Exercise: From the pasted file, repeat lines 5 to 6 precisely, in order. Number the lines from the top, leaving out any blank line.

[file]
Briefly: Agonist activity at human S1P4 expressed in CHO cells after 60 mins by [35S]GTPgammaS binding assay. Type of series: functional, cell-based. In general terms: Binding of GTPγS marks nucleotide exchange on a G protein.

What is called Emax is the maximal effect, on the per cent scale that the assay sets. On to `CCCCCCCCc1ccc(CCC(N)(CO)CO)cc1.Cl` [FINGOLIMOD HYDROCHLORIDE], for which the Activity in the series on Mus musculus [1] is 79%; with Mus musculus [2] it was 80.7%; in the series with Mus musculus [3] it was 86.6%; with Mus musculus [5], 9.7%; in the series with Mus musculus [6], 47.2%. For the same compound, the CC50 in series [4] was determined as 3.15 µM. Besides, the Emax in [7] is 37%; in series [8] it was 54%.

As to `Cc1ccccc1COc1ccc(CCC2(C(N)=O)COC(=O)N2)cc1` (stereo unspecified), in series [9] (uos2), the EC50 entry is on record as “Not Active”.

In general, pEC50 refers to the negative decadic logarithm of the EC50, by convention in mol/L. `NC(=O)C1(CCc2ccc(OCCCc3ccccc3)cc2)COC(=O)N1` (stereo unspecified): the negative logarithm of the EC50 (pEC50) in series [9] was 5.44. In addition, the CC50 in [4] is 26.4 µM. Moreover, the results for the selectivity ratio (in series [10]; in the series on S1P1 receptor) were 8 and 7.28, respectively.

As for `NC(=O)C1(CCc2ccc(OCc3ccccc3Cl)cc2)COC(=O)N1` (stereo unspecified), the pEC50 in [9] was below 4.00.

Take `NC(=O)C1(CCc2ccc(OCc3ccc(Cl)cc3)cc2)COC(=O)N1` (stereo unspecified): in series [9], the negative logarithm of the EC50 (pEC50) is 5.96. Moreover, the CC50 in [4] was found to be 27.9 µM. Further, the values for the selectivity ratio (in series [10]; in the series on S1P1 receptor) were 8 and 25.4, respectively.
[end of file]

As for `NC(=O)C1(CCc2ccc(OCc3ccccc3Cl)cc2)COC(=O)N1` (stereo unspecified), the pEC50 in [9] was below 4.00.

Take `NC(=O)C1(CCc2ccc(OCc3ccc(Cl)cc3)cc2)COC(=O)N1` (stereo unspecified): in series [9], the negative logarithm of the EC50 (pEC50) is 5.96. Moreover, the CC50 in [4] was found to be 27.9 µM. Further, the values for the selectivity ratio (in series [10]; in the series on S1P1 receptor) were 8 and 25.4, respectively.